A young mathematician living in Westchester will be one of 20 Latin American prodigies participating on SuperCerebros (“Super Brains”), a Spanish-language television program produced by National Geographic Channel.
Yusnier Viera, 31, a Cuban native, will put to test his “human calculator” abilities, competing with other smart minds in Sao Paulo, Brazil, where the program is filmed.
“It’s a great honor to have been selected among the 20 brains of Latin America and particularly to be the only Cuban in the group,” Viera told El Nuevo Herald. “This is a fascinating contest that puts to test our mental talent.”
The television program is scheduled to premiere Jan. 5.
With Viera, seven Colombians, six Mexicans, three Argentines, two Uruguayans and one Peruvian will compete. Four participants will compete in each episode and the winner will receive $5,000. The winners in each of the five episodes will face each other in a grand finale for an award of $45,000.
Besides complex mental calculations, “SuperCerebros” also will show the talents of some contenders to “blindly” resolve the Rubik cube in a matter of seconds, according to the contest promotion.
Viera was born in Bejucal, a town on the outskirts of Havana, and arrived in Miami after defecting from the Cuban team at a mathematics championship in Mexico. He crossed the border to McAllen, Texas.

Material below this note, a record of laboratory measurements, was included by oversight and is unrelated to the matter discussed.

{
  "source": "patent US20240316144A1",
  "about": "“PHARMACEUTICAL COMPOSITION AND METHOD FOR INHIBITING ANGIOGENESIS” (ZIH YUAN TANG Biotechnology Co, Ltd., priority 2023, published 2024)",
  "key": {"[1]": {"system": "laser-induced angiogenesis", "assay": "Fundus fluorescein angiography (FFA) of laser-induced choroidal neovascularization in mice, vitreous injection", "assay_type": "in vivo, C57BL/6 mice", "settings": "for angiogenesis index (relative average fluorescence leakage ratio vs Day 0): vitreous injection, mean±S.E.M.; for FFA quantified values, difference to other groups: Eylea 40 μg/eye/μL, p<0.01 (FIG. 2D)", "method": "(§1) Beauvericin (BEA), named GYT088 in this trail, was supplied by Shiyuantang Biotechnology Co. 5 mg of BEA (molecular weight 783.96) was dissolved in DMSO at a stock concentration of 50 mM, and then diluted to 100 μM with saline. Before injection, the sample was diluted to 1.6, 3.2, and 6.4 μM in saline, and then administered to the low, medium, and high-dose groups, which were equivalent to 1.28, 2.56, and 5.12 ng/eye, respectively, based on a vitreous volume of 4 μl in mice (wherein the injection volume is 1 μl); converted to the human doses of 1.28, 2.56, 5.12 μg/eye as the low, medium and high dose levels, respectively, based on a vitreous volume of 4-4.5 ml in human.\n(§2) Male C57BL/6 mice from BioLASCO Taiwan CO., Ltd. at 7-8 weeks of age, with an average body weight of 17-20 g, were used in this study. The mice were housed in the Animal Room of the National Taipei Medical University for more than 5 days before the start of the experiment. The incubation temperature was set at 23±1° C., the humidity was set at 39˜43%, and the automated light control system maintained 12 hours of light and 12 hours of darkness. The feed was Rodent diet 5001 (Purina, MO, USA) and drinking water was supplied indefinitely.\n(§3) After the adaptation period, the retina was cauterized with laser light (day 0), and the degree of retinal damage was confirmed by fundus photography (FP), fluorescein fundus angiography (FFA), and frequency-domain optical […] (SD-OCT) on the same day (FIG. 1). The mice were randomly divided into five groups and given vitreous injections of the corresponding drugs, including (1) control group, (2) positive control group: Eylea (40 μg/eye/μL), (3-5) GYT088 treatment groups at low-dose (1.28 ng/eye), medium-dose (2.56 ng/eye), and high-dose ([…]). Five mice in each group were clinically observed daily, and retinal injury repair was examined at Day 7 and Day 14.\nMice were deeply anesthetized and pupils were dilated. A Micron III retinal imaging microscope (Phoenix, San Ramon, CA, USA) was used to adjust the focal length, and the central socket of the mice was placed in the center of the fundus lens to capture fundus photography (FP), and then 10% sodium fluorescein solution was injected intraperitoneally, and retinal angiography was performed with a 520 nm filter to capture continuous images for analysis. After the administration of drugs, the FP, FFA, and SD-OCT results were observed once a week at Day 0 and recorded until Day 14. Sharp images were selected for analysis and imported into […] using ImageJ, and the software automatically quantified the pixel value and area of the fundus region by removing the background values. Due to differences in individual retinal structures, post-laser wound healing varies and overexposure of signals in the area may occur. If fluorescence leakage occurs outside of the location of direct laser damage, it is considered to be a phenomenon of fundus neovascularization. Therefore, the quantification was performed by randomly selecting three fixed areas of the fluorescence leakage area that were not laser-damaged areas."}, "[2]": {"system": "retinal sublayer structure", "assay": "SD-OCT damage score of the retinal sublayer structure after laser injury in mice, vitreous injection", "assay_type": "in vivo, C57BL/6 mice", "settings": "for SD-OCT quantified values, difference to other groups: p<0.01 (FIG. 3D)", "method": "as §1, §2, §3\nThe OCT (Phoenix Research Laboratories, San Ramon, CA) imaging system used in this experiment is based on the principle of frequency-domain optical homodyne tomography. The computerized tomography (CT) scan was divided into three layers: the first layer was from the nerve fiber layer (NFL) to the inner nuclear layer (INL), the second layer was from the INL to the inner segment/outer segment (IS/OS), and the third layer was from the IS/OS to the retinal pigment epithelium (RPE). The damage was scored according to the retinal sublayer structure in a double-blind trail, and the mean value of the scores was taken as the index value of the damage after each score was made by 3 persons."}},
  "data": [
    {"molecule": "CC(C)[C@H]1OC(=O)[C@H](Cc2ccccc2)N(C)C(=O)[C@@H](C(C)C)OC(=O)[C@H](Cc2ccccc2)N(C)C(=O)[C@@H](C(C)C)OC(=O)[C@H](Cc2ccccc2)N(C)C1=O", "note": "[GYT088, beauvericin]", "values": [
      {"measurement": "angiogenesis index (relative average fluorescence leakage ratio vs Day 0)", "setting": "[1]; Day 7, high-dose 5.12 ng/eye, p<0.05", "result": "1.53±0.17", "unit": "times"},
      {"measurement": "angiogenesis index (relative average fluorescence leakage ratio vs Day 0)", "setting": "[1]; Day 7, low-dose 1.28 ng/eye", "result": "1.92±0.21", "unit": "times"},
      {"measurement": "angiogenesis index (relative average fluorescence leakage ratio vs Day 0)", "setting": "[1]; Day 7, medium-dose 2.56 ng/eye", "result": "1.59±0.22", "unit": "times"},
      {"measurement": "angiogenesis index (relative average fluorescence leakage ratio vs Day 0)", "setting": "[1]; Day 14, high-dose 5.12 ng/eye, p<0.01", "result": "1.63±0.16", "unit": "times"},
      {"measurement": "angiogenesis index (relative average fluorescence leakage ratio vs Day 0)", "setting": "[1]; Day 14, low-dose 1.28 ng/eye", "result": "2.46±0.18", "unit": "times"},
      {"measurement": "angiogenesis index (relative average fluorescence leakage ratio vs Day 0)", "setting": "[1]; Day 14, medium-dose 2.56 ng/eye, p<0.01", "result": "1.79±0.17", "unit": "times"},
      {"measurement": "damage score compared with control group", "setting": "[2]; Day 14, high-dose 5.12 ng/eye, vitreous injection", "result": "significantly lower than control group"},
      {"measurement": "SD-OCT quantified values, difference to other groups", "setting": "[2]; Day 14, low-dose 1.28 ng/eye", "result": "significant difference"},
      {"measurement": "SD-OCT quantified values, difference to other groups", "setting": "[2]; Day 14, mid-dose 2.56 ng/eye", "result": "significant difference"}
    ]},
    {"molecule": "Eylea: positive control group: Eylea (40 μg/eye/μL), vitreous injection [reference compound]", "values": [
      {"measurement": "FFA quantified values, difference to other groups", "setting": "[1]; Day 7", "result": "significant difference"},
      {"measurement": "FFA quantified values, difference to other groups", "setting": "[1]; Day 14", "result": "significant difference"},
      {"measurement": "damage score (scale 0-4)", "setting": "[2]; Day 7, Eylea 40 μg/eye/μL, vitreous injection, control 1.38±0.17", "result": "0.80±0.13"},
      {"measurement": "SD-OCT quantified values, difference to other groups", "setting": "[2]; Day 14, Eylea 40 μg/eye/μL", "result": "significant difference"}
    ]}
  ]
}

Initially, Viera worked as a software developer in South Florida. In 2011, he and three partners launched Spicy Math, a venture that seeks to encourage students to excel in mathematics.
“What we do is help students to love math,” Viera said. “We train groups that have the ability to be recognized domestically and abroad to be future calculators.”
Viera said he will expose on “SuperCerebros” his “Human Calendar” ability, responding in a few seconds the day of the week of any date in the past or future.
He graduated with honors from the University of Havana’s School of Computer Science. He has already won recognition for having broken two world records on calculating dates.
In the first test, he calculated 20 dates of the 21st Century in less than 20 seconds. The world record was 24.94 seconds. He broke the second world record on that same day when he calculated 42 dates between the years 1600 and 2100 in barely one minute. The previous record was 33 dates in one minute.
In 2010 his name was registered in the Guinness World Record on calendar calculations.
As part of a 2012 television program, the Discovery Channel and the University of Sussex in London performed an analysis of Viera’s brain.
“The study concluded that my talent was not innate but a result of deliberate practice,” Viera said. “This proves the theory that a human being is not different in terms of his knowledge but of his hard work and dedication.”
Viera asks the South Florida community to follow him on “SuperCerebros,” which will be launched internationally.
“I’m very excited to be competing in an event that will be the talk of all Latin America,” he said.